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Flu Shot: How It Works and When to Get It

6 min read

By Chris Brown

Medically Reviewed by Patty Weasler, RN

No part of the world is entirely safe from it but, armed with a brand-new flu shot every year, doctors and patients are determined to beat back the annual wave of influenza this year and into the future.

Most of us know of the existence of the annual flu shot. Some of us get it every year! But few Americans know how the flu shot actually works, when it’s most effective, and in which month they should roll up their sleeves and get it. Today, we set out to answer all those questions and more in this comprehensive flu shot breakdown. Let’s go!

How the Flu Shot Works

There’s a new flu vaccine every single year. Designed months in advance, researchers determine which strains of influenza A and influenza B are poised to spread in the upcoming flu season and plan work accordingly.

Once created and injected, the vaccine begins training your body’s immune system to react to the first signs of the upcoming flu. There are two types of vaccines: inactivated and live. Where inactivated vaccines are merely a protein coat of the virus in question, whereas live vaccines contain a weakened version of the virus or bacteria.

Flu shots aren’t only available by injection either. Nasal spray alternatives exist, but depending on the year, some are more effective than others.

When Does It Start Working?

In a perfect world, vaccinated patients would be flu safe as soon as they left their doctor’s office. But unfortunately, that’s far from the case. Activating your immune system and safeguarding it against the flu of the season takes time. Up to 2-weeks to be precise. More reason to time your jab strategically. But more on that later.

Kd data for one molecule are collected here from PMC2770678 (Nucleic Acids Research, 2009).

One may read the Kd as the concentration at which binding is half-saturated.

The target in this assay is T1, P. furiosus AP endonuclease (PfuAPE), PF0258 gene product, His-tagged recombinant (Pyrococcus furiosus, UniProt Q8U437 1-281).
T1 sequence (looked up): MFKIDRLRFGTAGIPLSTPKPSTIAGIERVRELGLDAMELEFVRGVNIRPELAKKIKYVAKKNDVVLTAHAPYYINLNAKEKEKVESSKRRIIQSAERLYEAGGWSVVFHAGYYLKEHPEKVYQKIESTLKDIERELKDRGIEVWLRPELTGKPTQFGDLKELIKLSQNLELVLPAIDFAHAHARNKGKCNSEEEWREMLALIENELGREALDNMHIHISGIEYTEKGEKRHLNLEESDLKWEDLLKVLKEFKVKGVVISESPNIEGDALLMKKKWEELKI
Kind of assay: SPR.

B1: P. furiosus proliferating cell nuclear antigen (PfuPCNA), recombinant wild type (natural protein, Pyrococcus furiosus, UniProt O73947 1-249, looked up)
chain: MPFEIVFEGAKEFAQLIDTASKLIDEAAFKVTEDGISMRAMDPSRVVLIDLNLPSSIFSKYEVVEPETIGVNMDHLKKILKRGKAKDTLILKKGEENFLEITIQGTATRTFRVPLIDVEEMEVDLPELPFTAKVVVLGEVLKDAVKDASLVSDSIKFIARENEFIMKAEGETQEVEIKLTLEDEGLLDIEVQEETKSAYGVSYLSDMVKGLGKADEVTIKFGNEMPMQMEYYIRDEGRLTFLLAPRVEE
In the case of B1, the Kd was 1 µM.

During this two-week transition, you should still take the necessary precautions to protect yourself from contracting the virus. Wash your hands, avoid touching your face, and continue to work out, sleep well and eat healthy to keep your immune system tuned up.

Side Effects of the Flu Vaccine

Countless Americans receive a flu shot and experience zero symptoms at all. That’s not to say that the vaccine is side-effect-free.

Some patients do report the existence of side effects directly following their jab, though most of them are mild and clear up after just a few days. Those side effects may include headache, lightheadedness, a low-grade fever, muscle aches, nausea, and pain at the injection site.

Severe Side Effects

Most side effects from the flu vaccine are mild. Some individuals don’t even experience any. That said, a severe allergic reaction is possible but keep in mind, it’s very rare.